The reports of our death have been greatly exaggerated

Posted on by CalgaryGrit in Polls | Leave a comment

There’s a lot of excitement in Liberal land over the latest Nanos poll:

CPC 35.6%
Lib 28.1%
NDP 27.3%
Green 3.9%
BQ 3.9%

As much as I’d love to jump up and down and chant “suck it Peter Newman“, the reality is that this poll is essentially meaningless.

We’ve just been through an exhausting few years politically and voters are thinking about hockey and Christmas and the latest Justin Bieber gossip – federal politics is the last thing on their minds.

On top of that, the Liberals are leaderless, the NDP are leaderless, and we’re almost four years away from the next election. The popularity of a Nicole Turmel led NDP is simply not indicative of how popular a Brian Topp or Thomas Mulcair-led NDP is going to be.

So yes, this is great for rallying the troops, and it shows there’s at least some life in the Liberal brand – but it’s by no means a sign that the Liberals are on the road back to power.

“The Tories are not going to win. This campaign is all but finished"

Posted on by CalgaryGrit in 2011 Ontario Election, Polls | Leave a comment

Those are the words of Ipsos’ John Wright.

If Tim Hudak is worried about a Liberal-NDP coalition, there’s only one way to prevent it at this point – and it’s not by voting PC.

Ipsos (Sep 30 to Oct 3; n = 1200 phone)
Lib 41%
PC 31%
NDP 25%
Green 3%

Nanos (Oct 1 to 3; n = 826 phone)
Lib 38%
PC 33%
NDP 26%
Green 2%

Ekos (Oct 2 to 3; n = 1065 robo dial)
Lib 39%
PC 29%
NDP 25%
Green 6%

Quick! Someone get Dean Del Mastro to run a poll to prove these numbers wrong!

UPDATE: No need for Del Mastro. Angus Reid shows the PCs leading by 3.

Dean Del Mastro: Champion of Democracy and Scientific Polling Methodologies

Posted on by CalgaryGrit in Polls | Leave a comment

The biggest fireworks so far in the sleepy Ontario election campaign have not come between the candidates, but between the pollsters. And there’s a new pollster on the block – Dean Del Mastro:

Prime Minister Stephen Harper’s parliamentary secretary has stepped heavily into the Ontario election for the second time, this time commissioning a 1,000-person poll because he felt a local newspaper underplayed the popularity of the local Progressive Conservative candidate. […]

The Peterborough This Week telephone poll suggested Liberal candidate Jeff Leal had a 45.5-per-cent share of the vote compared to 28 per cent for Progressive Conservative candidate Alan Wilson.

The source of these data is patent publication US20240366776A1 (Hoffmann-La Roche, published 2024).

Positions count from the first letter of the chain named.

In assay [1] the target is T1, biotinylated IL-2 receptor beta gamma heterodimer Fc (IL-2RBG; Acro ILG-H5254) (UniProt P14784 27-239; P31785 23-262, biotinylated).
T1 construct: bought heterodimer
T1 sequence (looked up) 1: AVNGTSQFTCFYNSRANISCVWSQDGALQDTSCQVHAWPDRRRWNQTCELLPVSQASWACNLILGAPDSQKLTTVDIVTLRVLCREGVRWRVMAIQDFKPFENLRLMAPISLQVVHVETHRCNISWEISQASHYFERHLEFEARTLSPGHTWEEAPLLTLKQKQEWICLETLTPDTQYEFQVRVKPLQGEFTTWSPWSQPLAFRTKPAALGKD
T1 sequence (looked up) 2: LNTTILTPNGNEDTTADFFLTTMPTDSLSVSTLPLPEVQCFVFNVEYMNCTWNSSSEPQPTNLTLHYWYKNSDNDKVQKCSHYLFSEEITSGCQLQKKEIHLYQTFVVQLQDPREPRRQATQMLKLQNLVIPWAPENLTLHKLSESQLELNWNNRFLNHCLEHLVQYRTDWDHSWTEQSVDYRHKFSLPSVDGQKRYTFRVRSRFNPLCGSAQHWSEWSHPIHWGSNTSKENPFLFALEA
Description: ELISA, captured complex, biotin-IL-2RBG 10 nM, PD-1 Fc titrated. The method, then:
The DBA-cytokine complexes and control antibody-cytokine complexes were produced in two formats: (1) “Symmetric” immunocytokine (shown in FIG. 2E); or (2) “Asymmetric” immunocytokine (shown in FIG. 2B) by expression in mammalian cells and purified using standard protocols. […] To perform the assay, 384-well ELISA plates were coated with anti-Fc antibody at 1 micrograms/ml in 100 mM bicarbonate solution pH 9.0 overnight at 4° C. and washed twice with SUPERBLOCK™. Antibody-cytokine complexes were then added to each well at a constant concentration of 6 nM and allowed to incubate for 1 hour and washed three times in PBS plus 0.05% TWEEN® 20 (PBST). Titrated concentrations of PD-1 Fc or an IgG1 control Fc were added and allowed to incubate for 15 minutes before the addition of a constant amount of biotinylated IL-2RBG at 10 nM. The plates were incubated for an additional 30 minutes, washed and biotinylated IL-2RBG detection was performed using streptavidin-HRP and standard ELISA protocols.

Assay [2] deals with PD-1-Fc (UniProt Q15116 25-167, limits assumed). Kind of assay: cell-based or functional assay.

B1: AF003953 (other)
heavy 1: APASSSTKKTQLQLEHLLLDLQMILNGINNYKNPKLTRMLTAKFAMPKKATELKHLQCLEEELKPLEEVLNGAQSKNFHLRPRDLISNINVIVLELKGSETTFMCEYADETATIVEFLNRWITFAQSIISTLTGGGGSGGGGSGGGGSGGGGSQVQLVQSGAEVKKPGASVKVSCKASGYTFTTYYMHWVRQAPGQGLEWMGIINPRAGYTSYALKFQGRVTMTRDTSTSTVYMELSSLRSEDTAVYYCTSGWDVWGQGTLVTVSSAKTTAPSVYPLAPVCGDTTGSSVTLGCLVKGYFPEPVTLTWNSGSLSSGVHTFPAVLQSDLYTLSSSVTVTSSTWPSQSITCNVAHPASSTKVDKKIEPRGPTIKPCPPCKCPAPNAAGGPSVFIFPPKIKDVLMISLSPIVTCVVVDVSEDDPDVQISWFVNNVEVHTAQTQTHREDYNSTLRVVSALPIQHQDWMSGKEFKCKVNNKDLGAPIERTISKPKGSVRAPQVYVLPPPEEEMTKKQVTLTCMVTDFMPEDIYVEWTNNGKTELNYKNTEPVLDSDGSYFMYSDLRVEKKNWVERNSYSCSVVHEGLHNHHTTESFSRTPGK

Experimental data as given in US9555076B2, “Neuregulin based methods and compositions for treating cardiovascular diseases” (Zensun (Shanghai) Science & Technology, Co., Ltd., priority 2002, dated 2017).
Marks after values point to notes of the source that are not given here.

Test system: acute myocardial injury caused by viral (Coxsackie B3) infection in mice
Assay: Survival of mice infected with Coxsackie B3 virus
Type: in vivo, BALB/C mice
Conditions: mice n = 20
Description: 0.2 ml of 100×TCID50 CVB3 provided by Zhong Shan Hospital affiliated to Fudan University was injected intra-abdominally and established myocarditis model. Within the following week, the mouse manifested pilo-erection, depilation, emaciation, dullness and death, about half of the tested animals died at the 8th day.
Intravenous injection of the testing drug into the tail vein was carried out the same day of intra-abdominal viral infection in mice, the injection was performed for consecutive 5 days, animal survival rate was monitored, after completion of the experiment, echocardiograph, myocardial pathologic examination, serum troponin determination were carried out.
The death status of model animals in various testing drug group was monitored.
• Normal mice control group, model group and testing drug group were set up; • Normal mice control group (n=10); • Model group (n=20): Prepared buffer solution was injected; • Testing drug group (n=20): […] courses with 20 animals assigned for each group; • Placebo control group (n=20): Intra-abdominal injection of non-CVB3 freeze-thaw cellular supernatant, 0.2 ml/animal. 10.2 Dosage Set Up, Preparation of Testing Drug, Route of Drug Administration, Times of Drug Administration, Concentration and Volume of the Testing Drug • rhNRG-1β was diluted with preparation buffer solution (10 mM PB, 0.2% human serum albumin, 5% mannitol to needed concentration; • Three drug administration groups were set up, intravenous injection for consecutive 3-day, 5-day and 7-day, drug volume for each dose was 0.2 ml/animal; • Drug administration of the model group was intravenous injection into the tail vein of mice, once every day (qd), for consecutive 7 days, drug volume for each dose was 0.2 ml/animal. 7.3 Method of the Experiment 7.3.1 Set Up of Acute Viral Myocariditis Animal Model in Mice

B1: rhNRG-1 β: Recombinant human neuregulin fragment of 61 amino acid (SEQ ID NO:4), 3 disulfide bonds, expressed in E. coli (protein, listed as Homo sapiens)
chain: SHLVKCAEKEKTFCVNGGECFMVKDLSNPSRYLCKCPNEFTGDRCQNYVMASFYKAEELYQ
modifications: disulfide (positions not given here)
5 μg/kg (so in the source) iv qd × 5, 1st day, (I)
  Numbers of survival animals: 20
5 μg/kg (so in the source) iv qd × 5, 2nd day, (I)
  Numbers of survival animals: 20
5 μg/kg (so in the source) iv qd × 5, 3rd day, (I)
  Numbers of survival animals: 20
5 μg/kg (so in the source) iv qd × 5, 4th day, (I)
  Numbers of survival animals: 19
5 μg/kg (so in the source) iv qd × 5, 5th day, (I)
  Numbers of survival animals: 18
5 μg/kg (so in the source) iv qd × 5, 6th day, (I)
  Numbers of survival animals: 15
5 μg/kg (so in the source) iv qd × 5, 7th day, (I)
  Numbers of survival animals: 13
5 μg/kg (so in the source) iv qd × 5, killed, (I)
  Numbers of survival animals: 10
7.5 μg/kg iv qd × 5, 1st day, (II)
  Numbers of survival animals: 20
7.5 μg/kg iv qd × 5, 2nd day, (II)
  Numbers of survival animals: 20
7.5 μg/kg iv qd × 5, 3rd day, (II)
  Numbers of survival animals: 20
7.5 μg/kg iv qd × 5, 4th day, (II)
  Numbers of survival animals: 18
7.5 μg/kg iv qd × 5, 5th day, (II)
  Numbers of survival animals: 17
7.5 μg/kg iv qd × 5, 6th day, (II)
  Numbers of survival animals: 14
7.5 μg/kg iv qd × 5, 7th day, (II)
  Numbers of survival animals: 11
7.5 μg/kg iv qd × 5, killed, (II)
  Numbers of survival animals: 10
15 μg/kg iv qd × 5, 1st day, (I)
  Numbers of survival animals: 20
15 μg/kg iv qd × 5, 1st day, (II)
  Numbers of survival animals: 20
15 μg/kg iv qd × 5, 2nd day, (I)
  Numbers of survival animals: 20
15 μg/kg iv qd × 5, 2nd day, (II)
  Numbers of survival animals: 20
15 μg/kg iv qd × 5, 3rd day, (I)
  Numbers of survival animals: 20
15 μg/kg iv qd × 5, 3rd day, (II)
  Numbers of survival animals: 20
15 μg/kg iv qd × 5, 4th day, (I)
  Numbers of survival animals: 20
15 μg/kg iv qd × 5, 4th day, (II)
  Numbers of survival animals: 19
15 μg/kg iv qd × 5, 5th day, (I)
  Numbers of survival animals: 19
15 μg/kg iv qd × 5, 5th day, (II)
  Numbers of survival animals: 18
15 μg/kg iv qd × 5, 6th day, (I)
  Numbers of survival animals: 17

“I was deeply concerned that publishing numbers in the fashion as presented on the cover of a weekly large circulation paper could significantly suppress voter participation,” he said. “The methodology was not released and the responses could have just as easily been provided by six-year-olds as registered voters.” […]

“I dispute that I’m heavily involved in the provincial election, I want people to vote in each and every election,” he said. “When information is published that suggests the election is decided based on flawed methodology it runs contrary to one of my core democratic values which is that people need to exercise their right to vote.”

Yes, whenever a poll that doesn’t “feel” right is published, you can count on Dean Del Mastro to settle the issue. It’s just one of the many things Dean does to help protect democracy in Canada.

So what cutting-edge methodology did Del Mastro use, to ensure that (natoriously pro-Liberal) six-year-olds were not skewing survey results?

Well, he surveyed 1,000 voters over the course of an hour Sunday night…presumably using the exact same push-button polling technology as the Peterborough This Week poll. But what sets Del Mastro’s survey appart are the unbiased questions he posed before asking respondents which candidate they intended to vote for:

1. “Given that jurisdictions like the United States and Europe have invested billions of dollars trying to create green jobs with disappointing results, do you believe that the 7 billion dollar Samsung deal will create 16,000 jobs in Ontario?”

2. “Given that families and seniors are struggling today in Ontario, do you support eliminating HST from energy bills as well as income splitting for families to reduce their provincial tax burden?”

Sadly, Del Mastro did not ask the most important question on the minds of voters – “Given Dalton McGuinty is a poopy head, do you support his secret puppy genocide agenda?“. Sadly, we may never know what the residents of Peterborough think on this burning issue.

So again, thanks to Dean Del Mastro for championing democracy, one demon dialled push poll at a time! I salute you sir.

On Top

Posted on by CalgaryGrit in 2011 Ontario Election, Polls | Leave a comment